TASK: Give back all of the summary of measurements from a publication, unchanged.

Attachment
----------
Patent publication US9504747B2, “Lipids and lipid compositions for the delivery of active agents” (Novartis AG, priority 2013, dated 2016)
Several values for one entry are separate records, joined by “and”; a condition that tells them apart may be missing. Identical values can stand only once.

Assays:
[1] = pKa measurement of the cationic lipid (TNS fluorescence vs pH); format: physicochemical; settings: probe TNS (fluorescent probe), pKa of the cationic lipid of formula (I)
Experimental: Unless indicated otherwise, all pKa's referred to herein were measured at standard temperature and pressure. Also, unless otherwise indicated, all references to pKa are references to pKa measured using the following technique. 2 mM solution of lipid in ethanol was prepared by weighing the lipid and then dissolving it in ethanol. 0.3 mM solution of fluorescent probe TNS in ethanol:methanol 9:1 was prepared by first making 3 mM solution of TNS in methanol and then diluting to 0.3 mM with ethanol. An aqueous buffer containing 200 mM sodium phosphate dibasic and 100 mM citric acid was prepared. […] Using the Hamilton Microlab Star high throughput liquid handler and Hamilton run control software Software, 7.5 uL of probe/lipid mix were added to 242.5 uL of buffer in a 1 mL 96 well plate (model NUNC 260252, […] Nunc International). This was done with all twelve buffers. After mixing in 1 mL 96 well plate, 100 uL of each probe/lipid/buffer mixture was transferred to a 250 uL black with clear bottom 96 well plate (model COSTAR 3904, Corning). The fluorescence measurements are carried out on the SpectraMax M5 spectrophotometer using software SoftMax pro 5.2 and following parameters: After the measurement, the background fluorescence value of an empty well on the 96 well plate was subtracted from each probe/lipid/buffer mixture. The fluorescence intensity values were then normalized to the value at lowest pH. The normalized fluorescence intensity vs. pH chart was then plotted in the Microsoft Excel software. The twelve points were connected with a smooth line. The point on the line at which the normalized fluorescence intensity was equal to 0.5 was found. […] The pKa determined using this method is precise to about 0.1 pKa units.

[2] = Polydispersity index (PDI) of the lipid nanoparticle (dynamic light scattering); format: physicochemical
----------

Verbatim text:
Patent publication US9504747B2, “Lipids and lipid compositions for the delivery of active agents” (Novartis AG, priority 2013, dated 2016)
Several values for one entry are separate records, joined by “and”; a condition that tells them apart may be missing. Identical values can stand only once.

Assays:
[1] = pKa measurement of the cationic lipid (TNS fluorescence vs pH); format: physicochemical; settings: probe TNS (fluorescent probe), pKa of the cationic lipid of formula (I)
Experimental: Unless indicated otherwise, all pKa's referred to herein were measured at standard temperature and pressure. Also, unless otherwise indicated, all references to pKa are references to pKa measured using the following technique. 2 mM solution of lipid in ethanol was prepared by weighing the lipid and then dissolving it in ethanol. 0.3 mM solution of fluorescent probe TNS in ethanol:methanol 9:1 was prepared by first making 3 mM solution of TNS in methanol and then diluting to 0.3 mM with ethanol. An aqueous buffer containing 200 mM sodium phosphate dibasic and 100 mM citric acid was prepared. […] Using the Hamilton Microlab Star high throughput liquid handler and Hamilton run control software Software, 7.5 uL of probe/lipid mix were added to 242.5 uL of buffer in a 1 mL 96 well plate (model NUNC 260252, […] Nunc International). This was done with all twelve buffers. After mixing in 1 mL 96 well plate, 100 uL of each probe/lipid/buffer mixture was transferred to a 250 uL black with clear bottom 96 well plate (model COSTAR 3904, Corning). The fluorescence measurements are carried out on the SpectraMax M5 spectrophotometer using software SoftMax pro 5.2 and following parameters: After the measurement, the background fluorescence value of an empty well on the 96 well plate was subtracted from each probe/lipid/buffer mixture. The fluorescence intensity values were then normalized to the value at lowest pH. The normalized fluorescence intensity vs. pH chart was then plotted in the Microsoft Excel software. The twelve points were connected with a smooth line. The point on the line at which the normalized fluorescence intensity was equal to 0.5 was found. […] The pKa determined using this method is precise to about 0.1 pKa units.

[2] = Polydispersity index (PDI) of the lipid nanoparticle (dynamic light scattering); format: physicochemical